Developing mating disruption for the integrated management of grape berry moth
Project Code: PRR07-230
Robert Trimble - Agriculture and Agri-Food Canada
To determine whether reduced application rates of pheromone dispensers through peripheral treatments can be used to achieve effective and economic control of grape berry moth (GBM). Conduct a cost/benefit analysis of this reduced rate technology.
Summary of Results
The grape berry moth, Paralobesia viteana (Clemens) is the most important insect pest of grapes in eastern North America with two-three generations appearing per year in Canada. Its management relies largely on the use of pesticides. In Niagara peninsula vineyards, one or two applications of organophosphate insecticide have been typically used to control this pest. However, registrations of these insecticides have been cancelled, or their use has been made more difficult because of the U.S.A. Food Quality Protection Act and a pest control product re-evaluation program in Canada. The efficacy of lower risk insecticides that could be used in place of organophosphate insecticides has been examined in the U.S.A. and in Canada. There was, however, a need for increased research and development effort on alternative approaches to minimize the use of insecticides for controlling P. viteana.
The use of synthetic sex pheromone to disrupt sexual orientation, otherwise known as "mating disruption", is an alternative control method that may lead to the transition from insecticides-based management to integrated pest management (IPM). Mating disruption has been successfully used to control P. viteana in Ontario vineyards, but there has been limited adoption of this technique by growers. The primary reason for the low adoption rate is the higher cost of using pheromone compared to insecticides. Isomate GBM® Plus pheromone dispensers is the only commercial mating disruption product currently available to Canadian grape growers. One method of reducing the cost of mating disruption technique would be the use of reduced rates of pheromone dispensers.
The effect of peripheral treatments with pheromone dispensers in controlling P. viteana was investigated in three commercial vineyards in the Niagara peninsula, Ontario in 2007. Four 1 hectare plots were established within each of the three vineyards. The activity and mate-locating ability of male P. viteana was monitored in each plot using 25 synthetic sex pheromone-baited delta traps (Cooper Mill Ltd., Madoc, Ontario) that were positioned 1 m above the ground on a 20 m x 20 m grid prior to first moth flight in the spring. Each trap was baited with a 9 mm-diameter, natural-rubber sleeve stopper (Chromatographic Specialties, Brockville, Ontario) loaded with 0.8 mg of Z-9-dodecenyl acetate (Z9-12:OAc) and 0.2 mg of (Z)-11-tetradecenyl acetate (Z11-14:OAc) (Pherobank, Plant Research International, Wageningen, the Netherlands). Moths were counted and removed from the traps on Mondays and Thursdays from May 22 until September 10 in 2007. Stoppers were changed at the end of the 1st and 2nd of the three flights of P. viteana.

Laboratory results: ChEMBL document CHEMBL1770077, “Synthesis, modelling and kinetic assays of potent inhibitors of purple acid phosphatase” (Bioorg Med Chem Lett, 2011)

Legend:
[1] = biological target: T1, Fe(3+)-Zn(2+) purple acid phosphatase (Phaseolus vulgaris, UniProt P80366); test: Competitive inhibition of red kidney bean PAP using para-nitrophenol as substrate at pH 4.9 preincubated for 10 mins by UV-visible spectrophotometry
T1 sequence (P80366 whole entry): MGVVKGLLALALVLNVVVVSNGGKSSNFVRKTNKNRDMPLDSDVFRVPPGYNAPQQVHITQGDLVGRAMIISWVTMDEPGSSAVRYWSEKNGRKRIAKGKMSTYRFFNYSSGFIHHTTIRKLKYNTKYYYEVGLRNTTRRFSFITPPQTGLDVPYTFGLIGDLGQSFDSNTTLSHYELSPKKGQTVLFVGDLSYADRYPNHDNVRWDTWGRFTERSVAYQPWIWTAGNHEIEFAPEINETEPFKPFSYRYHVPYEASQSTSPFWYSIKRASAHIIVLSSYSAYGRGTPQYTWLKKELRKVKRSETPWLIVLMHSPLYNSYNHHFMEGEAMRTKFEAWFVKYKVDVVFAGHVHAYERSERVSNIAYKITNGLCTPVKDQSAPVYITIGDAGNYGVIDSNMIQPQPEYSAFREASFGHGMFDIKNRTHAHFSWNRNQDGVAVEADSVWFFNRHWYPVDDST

The Isomate® GBM Plus pheromone dispensers, each containing 221.5 mg of Z9-12:OAc (Pacific Biocontrol Corp., Vancouver, WA) were deployed after peak trap catch during the second flight (between July 6 and 11) of P. viteana moths. Each of the four plots in each vineyard received one of the following four treatments: 1) pheromone dispensers applied at equal spacing to the entire plot at the recommended rate of 500 units/hectare; 2) dispensers applied to the periphery of the plot at intervals of 5 m; 3) dispensers applied to the periphery of the plot at intervals of 2.5 m; and 4) no treatment with pheromone dispensers (i.e. untreated control). Dispensers were attached to the top trellis wire 110-120 cm above the ground within the grape vine canopy. Moth counts trapped in each plot before and after pheromone dispensers were applied and feeding injury to grape clusters by P. viteana larvae were assessed.
The application of Isomate® GBM Plus dispensers at a rate of 500 units/hectare reduced the mean total number of moths trapped by 96% compared to the untreated control, indicating a high level of mating disruption. Trap catch was reduced by 87% when dispensers were applied at intervals of 2.5 or 5 m along the periphery of 1 hectare plots of vines, but the reduction was not significantly different from the untreated control. The economic injury threshold of 2% infested grape clusters was not exceeded in any of the inspected plots. Results of this study demonstrate some potential for using peripheral treatments with pheromone dispensers for controlling P. viteana by mating disruption. Additional experiments using greater replication should be undertaken to confirm the current results and increase the likelihood of detecting significant treatment effects when using peripheral treatments. It is recommended that any future experiments should also include the use of tethered, virgin-female moths to confirm that the pheromone treatments are affecting the ability of male P. viteana to locate and mate with sexually receptive females. The successful outcomes from peripheral treatments with pheromone dispensers would make the use of pheromone for P. viteana management considerably less expensive for grape growers. For example, in a 200 m-wide by 500 m-long, 10 hectare vineyard, enclosing each of the 1 hectare "plots" in the vineyard with dispensers spaced at 2.5 or 5 m intervals would result in a 78 and 89% reduction in the number of dispensers required, respectively, compared to the minimum recommended application rate of 500 dispensers/hectare.
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